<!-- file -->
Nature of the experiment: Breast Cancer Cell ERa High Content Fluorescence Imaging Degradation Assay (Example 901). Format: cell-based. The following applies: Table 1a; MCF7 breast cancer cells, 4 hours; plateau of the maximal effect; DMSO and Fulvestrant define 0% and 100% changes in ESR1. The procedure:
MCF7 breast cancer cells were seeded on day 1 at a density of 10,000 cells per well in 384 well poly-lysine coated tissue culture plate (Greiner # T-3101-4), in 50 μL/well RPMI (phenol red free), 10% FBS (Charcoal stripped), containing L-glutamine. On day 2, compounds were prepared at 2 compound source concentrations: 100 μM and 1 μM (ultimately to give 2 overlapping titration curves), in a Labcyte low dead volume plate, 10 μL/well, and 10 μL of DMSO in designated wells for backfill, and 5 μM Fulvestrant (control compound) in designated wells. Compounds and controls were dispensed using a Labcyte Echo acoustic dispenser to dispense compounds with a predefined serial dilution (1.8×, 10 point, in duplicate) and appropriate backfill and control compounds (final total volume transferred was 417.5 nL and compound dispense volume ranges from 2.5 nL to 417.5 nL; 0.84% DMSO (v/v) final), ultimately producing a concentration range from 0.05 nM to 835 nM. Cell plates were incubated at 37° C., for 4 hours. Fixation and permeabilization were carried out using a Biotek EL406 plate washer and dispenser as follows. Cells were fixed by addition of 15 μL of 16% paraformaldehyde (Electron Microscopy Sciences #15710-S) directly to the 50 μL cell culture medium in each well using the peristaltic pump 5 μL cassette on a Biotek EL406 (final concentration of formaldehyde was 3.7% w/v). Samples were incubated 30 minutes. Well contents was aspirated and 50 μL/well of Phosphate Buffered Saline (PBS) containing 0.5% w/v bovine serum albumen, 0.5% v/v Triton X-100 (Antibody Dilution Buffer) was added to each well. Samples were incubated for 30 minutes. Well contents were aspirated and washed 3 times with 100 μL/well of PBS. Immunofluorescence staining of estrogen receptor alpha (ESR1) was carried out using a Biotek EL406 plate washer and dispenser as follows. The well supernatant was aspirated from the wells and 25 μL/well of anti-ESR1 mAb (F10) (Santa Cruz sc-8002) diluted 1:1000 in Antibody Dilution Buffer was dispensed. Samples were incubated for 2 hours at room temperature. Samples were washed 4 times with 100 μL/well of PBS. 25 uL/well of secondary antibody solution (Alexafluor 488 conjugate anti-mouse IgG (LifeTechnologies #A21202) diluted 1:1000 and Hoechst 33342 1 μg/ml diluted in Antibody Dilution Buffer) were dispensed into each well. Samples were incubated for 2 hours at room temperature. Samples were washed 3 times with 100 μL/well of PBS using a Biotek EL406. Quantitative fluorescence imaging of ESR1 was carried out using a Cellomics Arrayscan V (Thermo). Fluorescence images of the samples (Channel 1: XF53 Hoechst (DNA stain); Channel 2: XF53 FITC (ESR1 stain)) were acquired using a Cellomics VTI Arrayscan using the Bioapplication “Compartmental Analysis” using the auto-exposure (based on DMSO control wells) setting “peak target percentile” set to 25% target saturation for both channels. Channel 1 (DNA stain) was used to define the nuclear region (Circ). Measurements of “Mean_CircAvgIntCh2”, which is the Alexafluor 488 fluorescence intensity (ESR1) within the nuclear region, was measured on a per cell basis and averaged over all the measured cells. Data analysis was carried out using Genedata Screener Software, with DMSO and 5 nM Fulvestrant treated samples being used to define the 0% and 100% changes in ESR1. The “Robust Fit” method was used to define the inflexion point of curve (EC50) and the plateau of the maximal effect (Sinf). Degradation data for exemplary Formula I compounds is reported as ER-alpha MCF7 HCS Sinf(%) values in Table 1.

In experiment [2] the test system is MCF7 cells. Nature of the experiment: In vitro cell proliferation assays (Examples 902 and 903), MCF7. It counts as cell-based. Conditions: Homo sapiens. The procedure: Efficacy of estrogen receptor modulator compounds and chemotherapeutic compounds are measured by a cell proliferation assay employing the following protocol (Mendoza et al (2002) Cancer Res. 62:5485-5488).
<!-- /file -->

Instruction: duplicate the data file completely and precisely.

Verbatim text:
Nature of the experiment: Breast Cancer Cell ERa High Content Fluorescence Imaging Degradation Assay (Example 901). Format: cell-based. The following applies: Table 1a; MCF7 breast cancer cells, 4 hours; plateau of the maximal effect; DMSO and Fulvestrant define 0% and 100% changes in ESR1. The procedure:
MCF7 breast cancer cells were seeded on day 1 at a density of 10,000 cells per well in 384 well poly-lysine coated tissue culture plate (Greiner # T-3101-4), in 50 μL/well RPMI (phenol red free), 10% FBS (Charcoal stripped), containing L-glutamine. On day 2, compounds were prepared at 2 compound source concentrations: 100 μM and 1 μM (ultimately to give 2 overlapping titration curves), in a Labcyte low dead volume plate, 10 μL/well, and 10 μL of DMSO in designated wells for backfill, and 5 μM Fulvestrant (control compound) in designated wells. Compounds and controls were dispensed using a Labcyte Echo acoustic dispenser to dispense compounds with a predefined serial dilution (1.8×, 10 point, in duplicate) and appropriate backfill and control compounds (final total volume transferred was 417.5 nL and compound dispense volume ranges from 2.5 nL to 417.5 nL; 0.84% DMSO (v/v) final), ultimately producing a concentration range from 0.05 nM to 835 nM. Cell plates were incubated at 37° C., for 4 hours. Fixation and permeabilization were carried out using a Biotek EL406 plate washer and dispenser as follows. Cells were fixed by addition of 15 μL of 16% paraformaldehyde (Electron Microscopy Sciences #15710-S) directly to the 50 μL cell culture medium in each well using the peristaltic pump 5 μL cassette on a Biotek EL406 (final concentration of formaldehyde was 3.7% w/v). Samples were incubated 30 minutes. Well contents was aspirated and 50 μL/well of Phosphate Buffered Saline (PBS) containing 0.5% w/v bovine serum albumen, 0.5% v/v Triton X-100 (Antibody Dilution Buffer) was added to each well. Samples were incubated for 30 minutes. Well contents were aspirated and washed 3 times with 100 μL/well of PBS. Immunofluorescence staining of estrogen receptor alpha (ESR1) was carried out using a Biotek EL406 plate washer and dispenser as follows. The well supernatant was aspirated from the wells and 25 μL/well of anti-ESR1 mAb (F10) (Santa Cruz sc-8002) diluted 1:1000 in Antibody Dilution Buffer was dispensed. Samples were incubated for 2 hours at room temperature. Samples were washed 4 times with 100 μL/well of PBS. 25 uL/well of secondary antibody solution (Alexafluor 488 conjugate anti-mouse IgG (LifeTechnologies #A21202) diluted 1:1000 and Hoechst 33342 1 μg/ml diluted in Antibody Dilution Buffer) were dispensed into each well. Samples were incubated for 2 hours at room temperature. Samples were washed 3 times with 100 μL/well of PBS using a Biotek EL406. Quantitative fluorescence imaging of ESR1 was carried out using a Cellomics Arrayscan V (Thermo). Fluorescence images of the samples (Channel 1: XF53 Hoechst (DNA stain); Channel 2: XF53 FITC (ESR1 stain)) were acquired using a Cellomics VTI Arrayscan using the Bioapplication “Compartmental Analysis” using the auto-exposure (based on DMSO control wells) setting “peak target percentile” set to 25% target saturation for both channels. Channel 1 (DNA stain) was used to define the nuclear region (Circ). Measurements of “Mean_CircAvgIntCh2”, which is the Alexafluor 488 fluorescence intensity (ESR1) within the nuclear region, was measured on a per cell basis and averaged over all the measured cells. Data analysis was carried out using Genedata Screener Software, with DMSO and 5 nM Fulvestrant treated samples being used to define the 0% and 100% changes in ESR1. The “Robust Fit” method was used to define the inflexion point of curve (EC50) and the plateau of the maximal effect (Sinf). Degradation data for exemplary Formula I compounds is reported as ER-alpha MCF7 HCS Sinf(%) values in Table 1.

In experiment [2] the test system is MCF7 cells. Nature of the experiment: In vitro cell proliferation assays (Examples 902 and 903), MCF7. It counts as cell-based. Conditions: Homo sapiens. The procedure: Efficacy of estrogen receptor modulator compounds and chemotherapeutic compounds are measured by a cell proliferation assay employing the following protocol (Mendoza et al (2002) Cancer Res. 62:5485-5488).